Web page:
Two years ago, I made a New Year’s Resolution to read more books. At that point I joined GoodReads to hold myself accountable. I read 47 books that year (at least that I recorded). In 2012, I didn’t re-make that resolution, and my reading productivity dropped to 29 (really 26 since I quit reading 3 books). While the number of books is lower, I did some minor analyses on these books based on data I scraped from GoodReads and Amazon.
One summary I created was to examine the number of books I read per month. I also wanted to account for the fact that some books are a lot shorter than others, so in addition I looked at the average number of pages I read per month as well.
It is clear that May and December are prolific reading months for me. My interpretation is that these are the months that semesters end, and very often I retreat into the pages of a book or two to escape for a bit.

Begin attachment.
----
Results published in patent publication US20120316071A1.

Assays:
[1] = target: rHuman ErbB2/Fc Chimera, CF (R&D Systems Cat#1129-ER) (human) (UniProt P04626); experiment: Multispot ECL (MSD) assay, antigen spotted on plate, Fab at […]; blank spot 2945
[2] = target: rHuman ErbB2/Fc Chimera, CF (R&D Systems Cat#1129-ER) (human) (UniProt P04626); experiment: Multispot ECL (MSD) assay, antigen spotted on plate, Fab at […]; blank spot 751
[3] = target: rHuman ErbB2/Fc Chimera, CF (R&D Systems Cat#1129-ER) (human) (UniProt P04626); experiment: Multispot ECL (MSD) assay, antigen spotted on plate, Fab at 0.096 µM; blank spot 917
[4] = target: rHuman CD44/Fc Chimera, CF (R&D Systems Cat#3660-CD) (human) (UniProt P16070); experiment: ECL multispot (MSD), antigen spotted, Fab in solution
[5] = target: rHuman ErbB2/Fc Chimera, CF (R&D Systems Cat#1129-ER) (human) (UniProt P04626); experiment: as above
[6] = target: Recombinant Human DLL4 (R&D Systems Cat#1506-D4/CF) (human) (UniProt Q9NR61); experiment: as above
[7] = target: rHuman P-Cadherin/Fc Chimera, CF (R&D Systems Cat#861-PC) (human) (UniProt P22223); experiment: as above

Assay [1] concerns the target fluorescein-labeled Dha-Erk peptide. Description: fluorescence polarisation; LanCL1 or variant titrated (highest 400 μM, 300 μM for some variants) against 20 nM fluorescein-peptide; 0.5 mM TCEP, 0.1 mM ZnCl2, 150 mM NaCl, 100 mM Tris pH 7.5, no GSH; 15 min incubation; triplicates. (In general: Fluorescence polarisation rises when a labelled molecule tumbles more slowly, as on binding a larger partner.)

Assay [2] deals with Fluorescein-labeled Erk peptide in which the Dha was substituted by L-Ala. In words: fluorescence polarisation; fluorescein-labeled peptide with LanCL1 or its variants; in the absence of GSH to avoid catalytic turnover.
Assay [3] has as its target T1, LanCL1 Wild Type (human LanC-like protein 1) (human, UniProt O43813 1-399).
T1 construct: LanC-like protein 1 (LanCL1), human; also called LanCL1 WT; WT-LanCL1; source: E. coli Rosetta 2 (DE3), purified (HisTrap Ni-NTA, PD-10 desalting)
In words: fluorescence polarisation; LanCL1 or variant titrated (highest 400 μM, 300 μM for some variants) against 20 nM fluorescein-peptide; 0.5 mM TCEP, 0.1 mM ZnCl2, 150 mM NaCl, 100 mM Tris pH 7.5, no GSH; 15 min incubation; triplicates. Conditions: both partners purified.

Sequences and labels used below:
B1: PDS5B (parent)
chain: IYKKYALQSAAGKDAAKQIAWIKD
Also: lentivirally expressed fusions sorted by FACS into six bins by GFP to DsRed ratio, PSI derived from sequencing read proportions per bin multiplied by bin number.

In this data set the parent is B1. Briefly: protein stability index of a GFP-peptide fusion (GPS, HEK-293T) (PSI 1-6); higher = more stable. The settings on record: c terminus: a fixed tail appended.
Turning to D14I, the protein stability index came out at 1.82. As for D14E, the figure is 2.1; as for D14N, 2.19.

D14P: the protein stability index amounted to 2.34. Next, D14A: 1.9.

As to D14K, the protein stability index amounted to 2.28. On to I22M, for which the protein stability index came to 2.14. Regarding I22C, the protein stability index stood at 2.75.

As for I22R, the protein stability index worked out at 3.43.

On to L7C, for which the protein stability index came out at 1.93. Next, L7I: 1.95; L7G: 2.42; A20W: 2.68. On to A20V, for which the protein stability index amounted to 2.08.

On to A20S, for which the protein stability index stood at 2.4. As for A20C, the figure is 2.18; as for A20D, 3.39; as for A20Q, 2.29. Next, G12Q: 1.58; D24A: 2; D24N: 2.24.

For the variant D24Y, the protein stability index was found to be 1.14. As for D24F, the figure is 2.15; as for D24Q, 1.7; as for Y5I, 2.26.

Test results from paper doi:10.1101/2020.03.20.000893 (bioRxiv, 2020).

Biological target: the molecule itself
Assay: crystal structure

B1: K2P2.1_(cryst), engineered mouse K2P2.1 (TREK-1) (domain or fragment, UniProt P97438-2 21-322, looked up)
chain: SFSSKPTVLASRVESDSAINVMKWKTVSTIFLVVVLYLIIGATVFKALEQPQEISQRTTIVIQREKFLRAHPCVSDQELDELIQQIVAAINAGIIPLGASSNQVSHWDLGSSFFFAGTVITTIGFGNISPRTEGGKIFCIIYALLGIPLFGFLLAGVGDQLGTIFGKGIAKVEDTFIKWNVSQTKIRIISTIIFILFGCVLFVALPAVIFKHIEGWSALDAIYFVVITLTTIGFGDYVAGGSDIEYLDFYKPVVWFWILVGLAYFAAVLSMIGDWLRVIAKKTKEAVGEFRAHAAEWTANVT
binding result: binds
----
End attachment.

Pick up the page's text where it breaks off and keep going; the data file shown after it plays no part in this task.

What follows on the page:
How do I rate these books I read? Are Amazon and GoodReads raters giving the books I read the same rating?
I gave mostly 3⁄5 and 4⁄5 stars to the books I read. It is clear from the plot that there is an overall positive relationship: books that are rated highly by GoodReads raters are, on average, the same books being rated highly by Amazon raters–and vice-versa.
What book did I give a rating of 5⁄5 to? The synopsis of my reading year, including the answer to this question, is available here [2012-Annual-Reading-Synopsis].
I have also made the spreadsheet data (from both 2011 and 2012) available publicly on GoogleDocs [data].
Here is the R code to access that data.
library(RCurl) myCsv <- getURL("https://docs.google.com/spreadsheet/pub?key=0AvanLJO1M39wdENZajR0RHJMSmZTWWtLNzhHMi1ySUE&single=true&gid=0&output=csv") books <- read.csv(textConnection(myCsv))